Tags: associated content

me 2012

As the fickle ways of Squidoo...and December writing goals

Squidoo, your Tier ranking will never cease to baffle and amuse me.

My highest ranking lens on Weight Watchers PointsPlus and the Problem of 29" has slowly, so slowly, been creeping its way into Tier 1. Right now of course there's a lot of buzz for WW, with the annual plan tweaks and changes due to be announced by the end of the week. As such, it finally broke through and stayed in Tier 1 for all of November (yay!) and was actually hovering around 500 in the ranks for the past week or so.

Yesterday it gets its best single-day traffic ever, jumping from around 150-200 hits a day to almost 600! I was excited to see how that might affect lens rank this morning. Well, it managed to DROP in rank down to #1,016. :-/

Just goes to show, there's no one foolproof way to get high rank. This is a lens that gets a decent number of clickouts but doesn't move many products. And I suspect with sales/holiday lenses being the "thing" for December, it'll be a struggle to keep this lens in Tier 1 this month, unless I add a lot of new info once the plan changes are revealed.

We'll see.

My writing goals for December - well, I'd love it if some quick upfront assignments showed up at DemandStudios, but I doubt that's going to happen. Even though I'm in their First Look program, yesterday was the first time I got a notice about any assignments available in my favorite topics in a good month or two. And of course they were long gone and claimed by the time I woke up at 6:30am and got the email. That site has just completely dried up for most users, which is a shame - and just makes me glad I didn't over-commit myself to counting on them earlier this year. It was nice for a month or two when I could pull in a hundred dollars a week or more, but a lot of tedious work writing to their format as well. I've even started watching the assignment desk at Y!CN again, but for some reason I just keep getting targeted with NYC-Metro area stuff, and, um....hello, I'm outside of Philly? I don't get it. I still have my issues with them since earlier this year, so I'm not going to write anything there again unless it's for good upfront pay.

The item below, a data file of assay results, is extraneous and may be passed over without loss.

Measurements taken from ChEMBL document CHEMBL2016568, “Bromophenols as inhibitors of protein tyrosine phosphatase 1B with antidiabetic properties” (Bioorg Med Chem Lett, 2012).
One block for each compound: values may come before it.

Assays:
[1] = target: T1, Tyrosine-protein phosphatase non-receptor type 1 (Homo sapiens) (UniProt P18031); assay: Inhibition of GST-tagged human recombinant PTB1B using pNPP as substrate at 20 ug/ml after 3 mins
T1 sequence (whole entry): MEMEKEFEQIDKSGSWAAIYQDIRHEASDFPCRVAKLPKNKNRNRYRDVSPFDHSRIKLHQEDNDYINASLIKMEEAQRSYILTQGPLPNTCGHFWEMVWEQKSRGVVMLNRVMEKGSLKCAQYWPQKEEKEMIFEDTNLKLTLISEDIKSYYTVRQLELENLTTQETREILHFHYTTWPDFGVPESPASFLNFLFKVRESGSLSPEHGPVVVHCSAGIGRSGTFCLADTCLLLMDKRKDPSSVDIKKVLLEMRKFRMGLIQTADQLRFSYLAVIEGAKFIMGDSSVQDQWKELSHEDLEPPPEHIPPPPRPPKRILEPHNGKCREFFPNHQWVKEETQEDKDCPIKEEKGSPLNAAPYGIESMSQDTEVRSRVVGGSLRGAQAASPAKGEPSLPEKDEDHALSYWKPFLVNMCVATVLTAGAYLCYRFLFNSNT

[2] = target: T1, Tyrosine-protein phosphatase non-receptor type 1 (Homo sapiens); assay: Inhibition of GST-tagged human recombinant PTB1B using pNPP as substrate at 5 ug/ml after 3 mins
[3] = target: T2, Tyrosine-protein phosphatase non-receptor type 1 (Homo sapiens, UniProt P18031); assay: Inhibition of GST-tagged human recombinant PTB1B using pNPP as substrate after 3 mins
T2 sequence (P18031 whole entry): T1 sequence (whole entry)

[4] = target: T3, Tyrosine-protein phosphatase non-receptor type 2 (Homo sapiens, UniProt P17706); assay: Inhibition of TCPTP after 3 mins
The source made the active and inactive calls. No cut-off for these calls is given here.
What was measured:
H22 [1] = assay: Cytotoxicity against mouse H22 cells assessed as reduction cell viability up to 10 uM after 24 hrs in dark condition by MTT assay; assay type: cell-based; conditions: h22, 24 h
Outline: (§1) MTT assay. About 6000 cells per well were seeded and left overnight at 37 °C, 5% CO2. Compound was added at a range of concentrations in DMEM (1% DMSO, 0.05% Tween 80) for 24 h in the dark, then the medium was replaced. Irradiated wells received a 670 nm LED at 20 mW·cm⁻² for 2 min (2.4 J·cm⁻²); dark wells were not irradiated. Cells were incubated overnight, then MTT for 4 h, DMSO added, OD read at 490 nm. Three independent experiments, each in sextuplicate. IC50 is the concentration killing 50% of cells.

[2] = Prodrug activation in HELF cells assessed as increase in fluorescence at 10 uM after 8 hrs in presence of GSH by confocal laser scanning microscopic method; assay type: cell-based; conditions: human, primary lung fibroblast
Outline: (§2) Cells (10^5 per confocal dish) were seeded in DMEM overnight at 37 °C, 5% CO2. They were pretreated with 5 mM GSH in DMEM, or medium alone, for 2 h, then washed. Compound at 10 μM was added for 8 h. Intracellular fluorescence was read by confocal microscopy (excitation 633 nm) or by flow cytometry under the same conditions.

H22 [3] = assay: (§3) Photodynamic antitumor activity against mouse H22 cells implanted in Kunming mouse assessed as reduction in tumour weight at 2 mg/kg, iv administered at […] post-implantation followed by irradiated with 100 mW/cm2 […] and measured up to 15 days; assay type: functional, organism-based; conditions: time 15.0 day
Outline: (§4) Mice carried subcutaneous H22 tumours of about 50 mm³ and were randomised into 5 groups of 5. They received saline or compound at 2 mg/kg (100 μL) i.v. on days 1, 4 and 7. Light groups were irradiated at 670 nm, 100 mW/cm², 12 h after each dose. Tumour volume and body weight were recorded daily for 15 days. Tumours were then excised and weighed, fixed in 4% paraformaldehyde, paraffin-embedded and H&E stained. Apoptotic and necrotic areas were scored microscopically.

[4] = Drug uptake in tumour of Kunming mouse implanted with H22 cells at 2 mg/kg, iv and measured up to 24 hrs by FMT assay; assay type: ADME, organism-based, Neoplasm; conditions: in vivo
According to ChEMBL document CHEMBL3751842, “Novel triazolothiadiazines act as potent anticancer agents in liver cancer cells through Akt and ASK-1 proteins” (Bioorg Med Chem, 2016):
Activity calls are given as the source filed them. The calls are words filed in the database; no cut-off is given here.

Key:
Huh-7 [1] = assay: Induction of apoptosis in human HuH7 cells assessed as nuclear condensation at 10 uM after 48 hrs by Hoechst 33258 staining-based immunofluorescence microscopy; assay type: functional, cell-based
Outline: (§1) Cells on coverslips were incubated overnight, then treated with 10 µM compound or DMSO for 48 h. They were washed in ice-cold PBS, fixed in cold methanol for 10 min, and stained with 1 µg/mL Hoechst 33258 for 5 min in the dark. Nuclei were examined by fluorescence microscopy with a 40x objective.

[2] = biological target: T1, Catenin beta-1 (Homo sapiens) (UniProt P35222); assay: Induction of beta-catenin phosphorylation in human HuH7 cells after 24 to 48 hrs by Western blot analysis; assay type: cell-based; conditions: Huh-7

So I guess I'll stick with updating and promoting my Squidoo holiday pages and hope for some decent sales, even if I can't crack the mystery of Tier ranking!

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me 2012

Y!CN, the Googapocalypse, and me

So, as anyone who writes articles for the web knows by now, Google recently launced a massive smackdown campaign against (not all) so-called "content farms." What that seemed to come down to, as the linked article shows, is that many domains such as Associated Content, Suite101, hubpages and others are now massively devalued in search results. An article that might have shown up on page 1 of Google results before may now be buried on page 5, 6 or even 10 - largely just because of the webdomain it is published on. Curiously enough, one of the most often criticized "content farms", eHow, only seemed to get a boost from the re-ranking process.

I know I've certainly seen the fallout myself. Whereas before I was getting anywhere from 350-1200 page views a day on my AC content library, over the past week that dropped more to 150-250 page views. That's a huge, huge drop and very discouraging, especially when I always prided myself on trying to write "evergreen", original content instead of chasing Google trends or churning out celebrity gossip for the PVs.

Interestingly enough, the public announcement of the Google change came only a few days after Y!CN announced the ending of their former Associated Content "Featured Contributor" program. That meant the end of 9 $10 upfront assignments (+PVs) for me a month. To say my enthusiasm for writing for Y!CN dropped significantly after that was an understatement. Why would I kill myself carefully editing articles and trying to do my best when a piece might only get a couple hundred hits now, if that? When earning less than $2 per 1,000 page views on Y!CN, the economic impact of the Google change is huge to many.

I understand and fully well saw there has been plenty of crap published on AC/Y!CN through the years - even through their mismanaged FC programs. Poor grammar, plagiarized content, nothing but link lists to other sites, you name it. And yet now everyone - including the good authors - has to suffer? I think it stinks. Y!CN seems to be doing its best to move people off the AC domain and onto their own sponsored networks like omg!, Yahoo!TV and Shine - which is great if you write the kind of content they want for those channels. I don't. I've only had one article chosen from my 250 piece library for Yahoo!TV, and while it got a nice upfront, it barely has received 30 pvs in over 2 months.

I've reapplied for the "new" Y!CN featured contributor program in 4 categories but remain discouraged. Now instead of 3 $10 assignments per month guaranteed, per category, you'll only get one $15 assignment as a FC - oh but they keep telling us "new and exciting opportunities are coming!" Yeah, sure. I really don't believe that.